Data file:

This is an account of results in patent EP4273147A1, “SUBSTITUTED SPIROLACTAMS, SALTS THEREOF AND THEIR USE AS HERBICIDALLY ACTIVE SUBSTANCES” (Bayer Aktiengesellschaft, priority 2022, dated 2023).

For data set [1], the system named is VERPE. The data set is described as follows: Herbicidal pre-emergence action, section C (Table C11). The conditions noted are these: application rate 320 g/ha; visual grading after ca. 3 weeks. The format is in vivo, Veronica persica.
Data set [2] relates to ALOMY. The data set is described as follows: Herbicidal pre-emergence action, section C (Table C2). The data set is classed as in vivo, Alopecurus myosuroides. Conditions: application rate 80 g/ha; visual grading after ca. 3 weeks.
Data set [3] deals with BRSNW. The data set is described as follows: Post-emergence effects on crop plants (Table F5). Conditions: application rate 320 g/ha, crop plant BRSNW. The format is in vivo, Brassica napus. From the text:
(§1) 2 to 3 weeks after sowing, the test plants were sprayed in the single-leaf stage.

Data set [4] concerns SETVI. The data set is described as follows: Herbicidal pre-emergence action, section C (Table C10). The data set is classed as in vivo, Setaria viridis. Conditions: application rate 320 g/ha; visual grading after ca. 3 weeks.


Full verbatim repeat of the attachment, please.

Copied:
This is an account of results in patent EP4273147A1, “SUBSTITUTED SPIROLACTAMS, SALTS THEREOF AND THEIR USE AS HERBICIDALLY ACTIVE SUBSTANCES” (Bayer Aktiengesellschaft, priority 2022, dated 2023).

For data set [1], the system named is VERPE. The data set is described as follows: Herbicidal pre-emergence action, section C (Table C11). The conditions noted are these: application rate 320 g/ha; visual grading after ca. 3 weeks. The format is in vivo, Veronica persica.
Data set [2] relates to ALOMY. The data set is described as follows: Herbicidal pre-emergence action, section C (Table C2). The data set is classed as in vivo, Alopecurus myosuroides. Conditions: application rate 80 g/ha; visual grading after ca. 3 weeks.
Data set [3] deals with BRSNW. The data set is described as follows: Post-emergence effects on crop plants (Table F5). Conditions: application rate 320 g/ha, crop plant BRSNW. The format is in vivo, Brassica napus. From the text:
(§1) 2 to 3 weeks after sowing, the test plants were sprayed in the single-leaf stage.

Data set [4] concerns SETVI. The data set is described as follows: Herbicidal pre-emergence action, section C (Table C10). The data set is classed as in vivo, Setaria viridis. Conditions: application rate 320 g/ha; visual grading after ca. 3 weeks.